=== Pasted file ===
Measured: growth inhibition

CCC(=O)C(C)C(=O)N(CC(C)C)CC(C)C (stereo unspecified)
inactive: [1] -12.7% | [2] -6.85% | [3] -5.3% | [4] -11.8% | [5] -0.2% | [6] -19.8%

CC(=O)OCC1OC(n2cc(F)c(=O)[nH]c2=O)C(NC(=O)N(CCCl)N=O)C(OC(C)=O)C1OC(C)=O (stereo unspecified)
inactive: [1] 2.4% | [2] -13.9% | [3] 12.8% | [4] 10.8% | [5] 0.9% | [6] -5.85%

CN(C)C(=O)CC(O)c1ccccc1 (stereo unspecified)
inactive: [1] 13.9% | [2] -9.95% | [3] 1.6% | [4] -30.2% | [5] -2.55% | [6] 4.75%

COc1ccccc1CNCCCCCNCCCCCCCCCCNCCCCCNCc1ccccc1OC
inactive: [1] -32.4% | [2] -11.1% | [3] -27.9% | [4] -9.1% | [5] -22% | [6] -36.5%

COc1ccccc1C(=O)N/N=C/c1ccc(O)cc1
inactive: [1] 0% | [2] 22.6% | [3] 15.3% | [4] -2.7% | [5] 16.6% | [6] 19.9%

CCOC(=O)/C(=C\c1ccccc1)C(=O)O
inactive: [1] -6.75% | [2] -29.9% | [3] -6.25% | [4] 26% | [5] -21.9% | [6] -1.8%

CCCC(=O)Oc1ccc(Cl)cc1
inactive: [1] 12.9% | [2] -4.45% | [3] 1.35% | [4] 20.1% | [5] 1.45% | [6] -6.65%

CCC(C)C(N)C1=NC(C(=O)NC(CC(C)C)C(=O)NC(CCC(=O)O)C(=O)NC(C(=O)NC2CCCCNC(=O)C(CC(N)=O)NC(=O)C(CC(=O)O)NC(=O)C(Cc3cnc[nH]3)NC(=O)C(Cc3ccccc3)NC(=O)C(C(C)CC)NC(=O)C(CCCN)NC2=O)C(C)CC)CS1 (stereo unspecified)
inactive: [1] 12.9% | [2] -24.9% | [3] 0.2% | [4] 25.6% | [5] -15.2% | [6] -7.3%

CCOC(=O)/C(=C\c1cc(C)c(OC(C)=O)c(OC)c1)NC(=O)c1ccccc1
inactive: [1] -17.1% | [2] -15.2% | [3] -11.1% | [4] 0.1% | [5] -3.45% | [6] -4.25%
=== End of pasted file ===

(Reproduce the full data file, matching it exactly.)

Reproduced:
Measured: growth inhibition

CCC(=O)C(C)C(=O)N(CC(C)C)CC(C)C (stereo unspecified)
inactive: [1] -12.7% | [2] -6.85% | [3] -5.3% | [4] -11.8% | [5] -0.2% | [6] -19.8%

CC(=O)OCC1OC(n2cc(F)c(=O)[nH]c2=O)C(NC(=O)N(CCCl)N=O)C(OC(C)=O)C1OC(C)=O (stereo unspecified)
inactive: [1] 2.4% | [2] -13.9% | [3] 12.8% | [4] 10.8% | [5] 0.9% | [6] -5.85%

CN(C)C(=O)CC(O)c1ccccc1 (stereo unspecified)
inactive: [1] 13.9% | [2] -9.95% | [3] 1.6% | [4] -30.2% | [5] -2.55% | [6] 4.75%

COc1ccccc1CNCCCCCNCCCCCCCCCCNCCCCCNCc1ccccc1OC
inactive: [1] -32.4% | [2] -11.1% | [3] -27.9% | [4] -9.1% | [5] -22% | [6] -36.5%

COc1ccccc1C(=O)N/N=C/c1ccc(O)cc1
inactive: [1] 0% | [2] 22.6% | [3] 15.3% | [4] -2.7% | [5] 16.6% | [6] 19.9%

CCOC(=O)/C(=C\c1ccccc1)C(=O)O
inactive: [1] -6.75% | [2] -29.9% | [3] -6.25% | [4] 26% | [5] -21.9% | [6] -1.8%

CCCC(=O)Oc1ccc(Cl)cc1
inactive: [1] 12.9% | [2] -4.45% | [3] 1.35% | [4] 20.1% | [5] 1.45% | [6] -6.65%

CCC(C)C(N)C1=NC(C(=O)NC(CC(C)C)C(=O)NC(CCC(=O)O)C(=O)NC(C(=O)NC2CCCCNC(=O)C(CC(N)=O)NC(=O)C(CC(=O)O)NC(=O)C(Cc3cnc[nH]3)NC(=O)C(Cc3ccccc3)NC(=O)C(C(C)CC)NC(=O)C(CCCN)NC2=O)C(C)CC)CS1 (stereo unspecified)
inactive: [1] 12.9% | [2] -24.9% | [3] 0.2% | [4] 25.6% | [5] -15.2% | [6] -7.3%

CCOC(=O)/C(=C\c1cc(C)c(OC(C)=O)c(OC)c1)NC(=O)c1ccccc1
inactive: [1] -17.1% | [2] -15.2% | [3] -11.1% | [4] 0.1% | [5] -3.45% | [6] -4.25%